The foods of four major religions that originated and are practiced in India are Hinduism, Buddhism , Jainism and Sikhism . The Muslim religion is also referred to as one of the Indian religions because it was brought to India nine hundred years ago and has since spread over the entire country, with sixty five million followers. The other religions include Christianity, Judaism and Zoroastrianism. Each of these groups has its own code and methods of cooking and eating. India has derived its unique technique of cooking food by developing and incorporating the styles of different countries and races that include Mughals and Persian traditions. Accordingly Indian food has included the ingredients of the food habits of these races. With the passage of time several local herbs and spices found their way into these dishes, thus, giving rise to the distinct new style of cooking known as Mughal cooking.
The role of spices and herbs goes far beyond pleasing the palate and soothing the senses. They have medicinal properties that were known to the ancient Indians. Ayurvedic scripts in the three-thousand-year-old Holy Hindu Scriptures on herbal medicine list the preventive and curative powers of various spices, herbs and roots in the treatment of common physical ailments. Over many centuries, specific spices were traditionally added to, and thus came to be associated with, certain Indian dishes. Asafetida and ginger root are known to counteract flatulence and colic, so they are added to lentil preparations as a matter of course. Some spices are excellent stimulants of the digestive system, which has a tendency to become sluggish with lack of physical activity.
Spices which generate internal body heat are called "warm", and those which take heat away from one’s system are called "cool" spices. Bay leaf, black cardamom, cinnamon, ginger powder, mace, nutmeg and cayenne pepper are "warm" spices and are recommended for cold weather. All the other spices range from "very cool" to "moderately warm" and therefore are suitable at all times in all climates. This is why dishes containing "warm" spices are instinctively prepared by the Indian cook more often during the winter months and avoided during the summer.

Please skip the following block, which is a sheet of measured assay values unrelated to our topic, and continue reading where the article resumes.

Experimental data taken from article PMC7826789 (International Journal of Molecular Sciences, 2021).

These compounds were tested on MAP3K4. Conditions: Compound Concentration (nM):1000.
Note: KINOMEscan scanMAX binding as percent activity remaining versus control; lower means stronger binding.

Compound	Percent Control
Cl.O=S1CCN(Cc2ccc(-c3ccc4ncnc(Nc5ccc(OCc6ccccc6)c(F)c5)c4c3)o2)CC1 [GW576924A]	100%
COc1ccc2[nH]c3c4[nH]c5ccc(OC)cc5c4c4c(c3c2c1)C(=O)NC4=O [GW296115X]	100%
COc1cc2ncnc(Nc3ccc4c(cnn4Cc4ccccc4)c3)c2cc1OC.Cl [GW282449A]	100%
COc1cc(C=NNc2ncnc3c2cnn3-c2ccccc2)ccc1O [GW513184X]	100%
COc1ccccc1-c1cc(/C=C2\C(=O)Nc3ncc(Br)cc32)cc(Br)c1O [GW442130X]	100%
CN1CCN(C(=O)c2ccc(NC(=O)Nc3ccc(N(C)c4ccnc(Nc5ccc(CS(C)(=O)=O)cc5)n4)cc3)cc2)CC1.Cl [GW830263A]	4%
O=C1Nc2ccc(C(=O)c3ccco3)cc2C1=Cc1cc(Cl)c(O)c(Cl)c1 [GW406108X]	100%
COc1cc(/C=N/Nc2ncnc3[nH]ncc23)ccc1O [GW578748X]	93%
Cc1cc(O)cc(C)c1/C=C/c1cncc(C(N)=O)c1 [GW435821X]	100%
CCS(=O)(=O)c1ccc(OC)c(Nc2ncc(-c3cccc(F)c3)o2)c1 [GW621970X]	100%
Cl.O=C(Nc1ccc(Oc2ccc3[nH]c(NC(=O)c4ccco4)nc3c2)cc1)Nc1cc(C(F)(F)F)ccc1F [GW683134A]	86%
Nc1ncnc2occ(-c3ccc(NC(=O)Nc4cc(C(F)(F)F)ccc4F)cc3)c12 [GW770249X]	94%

In the state of Kashmir where the climate is cool, spices such as cinnamon, nutmeg, mace, black cardamom and ginger powder are traditionally used in the local specialties. Tea in Kashmir is also often flavoured with cinnamon and cardamom. In the Plains, especially during the summer, "cool" spices lace beverages like the delicious cool punch made with cow’s milk, almond milk, sunflower and cantaloupe seeds, fennel, cloves and green cardamom. Spices also induce perspiration, which helps one to feel cool and comfortable. This is why Indians prefer to drink piping hot spice-laced tea in hot weather.
When spices and herbs are added to a dish, they act on that particular preparation in specific and wondrous ways. They do not always make a dish spicy and delicious but enhance the aroma and work as colouring agents, as souring agents (to lend piquancy and tartness), and finally, as thickeners and binders for sauces.
The ingredients of Indian foods possess several properties. Saffron, for example, lends both a lovely orange-yellow colour and a hypnotizing aroma to a dish. Coriander thickens a sauce at the same time that it imparts a nutty fragrance. Onions are used for thickening and perfuming Mughal gravies. The tomatoes, on the other hand, function as tenderizing and souring agents.
As the Indian food has a number of ingredients that have been added by integrating cooking styles of different region, the intermingling of ingredients are one of the major things to learn while creating magic in Indian dishes. It is not essential that only some particular ingredients are used in particular dishes. Sometimes some other ingredients and spices are added to enhance the taste of the dish. Since the ancient age, art of cooking has been remaining one of the forms of art that can be mastered by practice and experiments.
The ingredients of Indian foods are essential to make a dish look, taste and smell good. The spices added should be proper in quantity and quality to relish the actual taste of the dish and the effect of the ingredient in that dish.